March/April 2010

BC to ban mining in Flathead Valley

Mining industry surprised and disappointed

By P. Caulfield


The Flathead Valley in the southeastern corner of British Columbia 

The British Columbia government recently announced plans to ban all mining and oil and gas development in the Flathead Valley in the southeastern corner of the province. The move, which follows years of protests and international campaigning by environmentalists, was announced during the February throne speech.

There are two major projects affected by the ban: Max Resource Corp.’s Crowsnest gold project and Cline Mining Corporation’s Lodgepole coal project. Reaction to the announcement was swift. John Bergenske, executive director of environmentalist group Wildsight, praised the government’s initiative. “It’s a giant step in the right direction,” he said.

For Max Resource, the news led to a loss of one-third of its market capitalization. “We are surprised and disappointed by the government’s action, given our outstand­­ing exploration results at Crowsnest in 2009 said Stuart Rogers, president of Max Resources.”

Despite his disappointment, Rogers was philosophical. “Better to find out now than in three years, when we would be closer to a mine,” he said. “There’s really nothing we can do except ask for adequate compensation. Besides, we have three properties in Nevada and they like us there.”

Cline Mining’s vice-president and CFO Ernest Cleave said the company “is reviewing the ramifications of the throne speech and our alternatives.”

Association for Mineral Explor­ation British Columbia chair Lena Brommeland said the association was “extremely disappointed” with the announcement. “The Flathead Valley is located in a region that has an existing land-use plan that was created by the provincial government with extensive local input,” she said.   “The decision to ban mining in the Flathead Valley disregards this plan and planning process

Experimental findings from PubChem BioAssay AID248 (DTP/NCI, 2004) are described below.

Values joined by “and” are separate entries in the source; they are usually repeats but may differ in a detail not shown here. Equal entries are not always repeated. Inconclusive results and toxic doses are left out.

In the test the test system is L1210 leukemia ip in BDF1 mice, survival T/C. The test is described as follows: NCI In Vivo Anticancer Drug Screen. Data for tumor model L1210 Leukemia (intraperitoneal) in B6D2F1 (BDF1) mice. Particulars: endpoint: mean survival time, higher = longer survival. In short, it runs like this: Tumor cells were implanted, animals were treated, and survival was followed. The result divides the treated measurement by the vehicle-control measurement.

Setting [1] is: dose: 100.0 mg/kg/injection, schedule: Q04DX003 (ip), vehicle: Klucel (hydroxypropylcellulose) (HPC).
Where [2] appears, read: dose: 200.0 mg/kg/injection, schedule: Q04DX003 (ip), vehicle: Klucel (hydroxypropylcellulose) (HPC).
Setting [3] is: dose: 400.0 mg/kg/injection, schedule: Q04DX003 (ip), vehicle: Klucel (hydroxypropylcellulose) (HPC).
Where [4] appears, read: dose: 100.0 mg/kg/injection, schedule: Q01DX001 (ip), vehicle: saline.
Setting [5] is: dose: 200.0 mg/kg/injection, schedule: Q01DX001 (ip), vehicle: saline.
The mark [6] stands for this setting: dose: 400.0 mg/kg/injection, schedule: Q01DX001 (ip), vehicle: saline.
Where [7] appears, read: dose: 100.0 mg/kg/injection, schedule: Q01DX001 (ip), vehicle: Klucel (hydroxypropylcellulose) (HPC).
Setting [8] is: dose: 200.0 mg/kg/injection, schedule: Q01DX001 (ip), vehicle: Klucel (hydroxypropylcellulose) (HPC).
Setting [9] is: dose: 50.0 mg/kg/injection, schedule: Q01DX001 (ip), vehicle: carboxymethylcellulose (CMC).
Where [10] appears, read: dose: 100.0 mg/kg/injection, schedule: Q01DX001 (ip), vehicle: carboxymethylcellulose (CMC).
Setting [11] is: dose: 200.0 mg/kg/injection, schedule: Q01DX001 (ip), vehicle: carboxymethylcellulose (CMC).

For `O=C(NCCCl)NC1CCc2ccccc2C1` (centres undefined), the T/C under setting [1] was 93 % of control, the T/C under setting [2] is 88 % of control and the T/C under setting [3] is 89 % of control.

Brommeland said politically popular decisions are not always good policy. “For example, the provincial government recently placed restrictions on uranium and thorium exploration, mining and development in BC, despite Canada being one of the world’s largest producers of uranium with the most stringent regulations and safeguards on its use,” Brommeland said.

Ross Stanfield, president of the East Kootenay Chamber of Mines in southeastern BC, is familiar with the Flathead Valley. He
disputes environmentalists’ description of the area as “pristine wilderness.” “It’s beautiful, but it’s certainly not pristine,” Stanfield said. “There’s a long history of mining exploration and forestry going back to around 1900.”

The ruling will affect all British Columbians because of the loss of billions of dollars in potential resource values, hundreds of potential jobs and millions of dollars in potential tax revenues.

But Jamie Lawson, a University of Victoria political science professor who studies BC politics, suggested the news from the throne speech was not all bad for mineral development.

He noted another part of the speech, citing the recent Supreme Court decision critical of the environmental assessment process applied to the Red Chris Mine, promises streamlined environmental reporting. According to the speech, “the government will work with other provinces and the federal government to establish one process for one project.”

Lawson explained, “environmentalists will be skeptical because they will lose their procedural capacity to slow projects down. The Flathead Valley decision can be seen as a way to anticipate and offset their opposition by giving them a high-profile victory that will get lots of attention in the press.”

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